This course will take place in person.
This course traces the antecedents of the range of London voices. We will map the history of London voices from late Old English, through the beginnings of standardisation in late-medieval Westminster, Tudor churchwardens, Jacobean and 18th-century stage characters, Victorian street-traders, and Eliza Doolittle, to the emergence of courtly speech and RP, dropped ‘h’s, and glottal stops.
We will be looking at different types of slang, the difference between accents south and north of the river, and the effects of migration on how Londoners speak now.
Who is this course for?
Anyone interested in London history and the history of the English language. No previous knowledge of the subject is necessary.
What can I expect?
Students are encouraged to bring along their own experiences of language for comparison, and to have a go at using historical accents. On-site courses include physical access to original materials such as historic dictionaries and documents; online courses use a large range of images of texts for illustration, as well as quotations and explanations. Handouts explaining the main points are issued after sessions.
How we’re keeping you safe
April 2022 update: Keeping you safe and healthy is our number one priority.
If you test positive for Covid-19 or are asked to isolate and are not able to attend your class or pre-booked event, please contact the Bishopsgate Box Office for further information (firstname.lastname@example.org). Please do not come to the Institute in person if you have symptoms or have tested positive.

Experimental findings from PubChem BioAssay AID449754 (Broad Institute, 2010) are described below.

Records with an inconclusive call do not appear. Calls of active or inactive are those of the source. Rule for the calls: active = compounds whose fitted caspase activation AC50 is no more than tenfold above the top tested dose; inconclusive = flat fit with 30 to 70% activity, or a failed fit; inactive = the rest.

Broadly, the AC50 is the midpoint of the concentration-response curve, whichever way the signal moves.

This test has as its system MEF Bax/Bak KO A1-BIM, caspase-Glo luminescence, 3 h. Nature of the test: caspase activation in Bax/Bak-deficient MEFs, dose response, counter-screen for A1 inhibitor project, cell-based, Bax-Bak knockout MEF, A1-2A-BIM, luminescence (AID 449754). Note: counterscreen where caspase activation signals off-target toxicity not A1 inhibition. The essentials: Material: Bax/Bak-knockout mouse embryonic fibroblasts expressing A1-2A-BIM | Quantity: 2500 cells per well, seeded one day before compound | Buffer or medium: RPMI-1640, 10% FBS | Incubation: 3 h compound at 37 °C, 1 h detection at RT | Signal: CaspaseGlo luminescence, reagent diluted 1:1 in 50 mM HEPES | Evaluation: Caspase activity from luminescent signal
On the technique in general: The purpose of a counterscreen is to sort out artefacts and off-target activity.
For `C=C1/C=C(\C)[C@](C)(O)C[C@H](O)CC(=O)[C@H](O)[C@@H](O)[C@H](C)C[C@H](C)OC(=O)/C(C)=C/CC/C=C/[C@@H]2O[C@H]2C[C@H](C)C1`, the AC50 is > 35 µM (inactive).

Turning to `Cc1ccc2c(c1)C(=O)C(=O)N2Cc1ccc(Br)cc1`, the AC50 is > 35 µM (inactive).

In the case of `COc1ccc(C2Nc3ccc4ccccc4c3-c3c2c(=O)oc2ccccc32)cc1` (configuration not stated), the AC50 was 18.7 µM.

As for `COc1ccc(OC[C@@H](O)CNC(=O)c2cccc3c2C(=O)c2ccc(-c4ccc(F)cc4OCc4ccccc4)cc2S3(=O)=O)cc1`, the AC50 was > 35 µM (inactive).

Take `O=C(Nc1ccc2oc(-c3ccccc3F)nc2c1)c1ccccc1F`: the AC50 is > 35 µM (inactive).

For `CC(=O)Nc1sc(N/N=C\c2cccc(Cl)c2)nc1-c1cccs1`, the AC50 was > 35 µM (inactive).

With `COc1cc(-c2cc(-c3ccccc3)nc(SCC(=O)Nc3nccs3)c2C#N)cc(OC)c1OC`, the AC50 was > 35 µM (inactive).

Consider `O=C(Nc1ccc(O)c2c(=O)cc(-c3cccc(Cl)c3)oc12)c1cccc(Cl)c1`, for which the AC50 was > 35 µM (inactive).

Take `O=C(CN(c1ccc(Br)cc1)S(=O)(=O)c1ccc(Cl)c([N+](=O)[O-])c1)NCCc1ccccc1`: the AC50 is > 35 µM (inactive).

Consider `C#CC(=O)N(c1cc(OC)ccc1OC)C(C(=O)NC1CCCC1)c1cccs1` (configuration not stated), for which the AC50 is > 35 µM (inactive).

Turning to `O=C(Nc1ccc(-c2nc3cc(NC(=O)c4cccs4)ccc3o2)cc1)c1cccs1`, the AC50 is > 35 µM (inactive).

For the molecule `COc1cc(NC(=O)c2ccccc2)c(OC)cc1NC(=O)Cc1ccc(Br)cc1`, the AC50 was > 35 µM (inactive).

Wearing a face mask is no longer compulsory but we ask you to consider others when in our building and especially when spending time in crowded and enclosed spaces where you come into contact with people you don’t normally meet. You will see many of our staff and volunteers continuing to wear face masks and we are keeping the perspex screens at our reception desks.
Bishopsgate Institute has strict cleaning protocols in place and ventilation throughout the building. There are hand-sanitising stations available throughout the building and touch-free drinking fountains. Find out more about how we’re keeping you safe.
We provide a number of funded bursaries to people who find it hard to pay the full or concessionary rates. Find out more information on how to apply.
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You will learn
- About the roots of the identifiable London voice in late Old English
- About the specifics of the developing London voice
- About attempts to denigrate the history of the London voice
- The difference between accents south and north of the river
- How 1,000 years of migration affected how Londoners speak.
Meet the Tutor
Julian Walker worked as an educator at the British Library for 16 years. He teaches book and printing history, and the history of English. Julian is the authority on the English language during the First World War, a subject of ongoing research in the Languages and the First World War project, which he directs. An associate lecturer at the University of the Arts London, he has written several books on the history of English, in fields such as cooking, sport, and conflict.
Need to Know
- 11:00 - 15:30
- £50/ £37 conc.
- Bishopsgate Institute
- Julian Walker
- Max Students
- No. of Sessions
- Course Code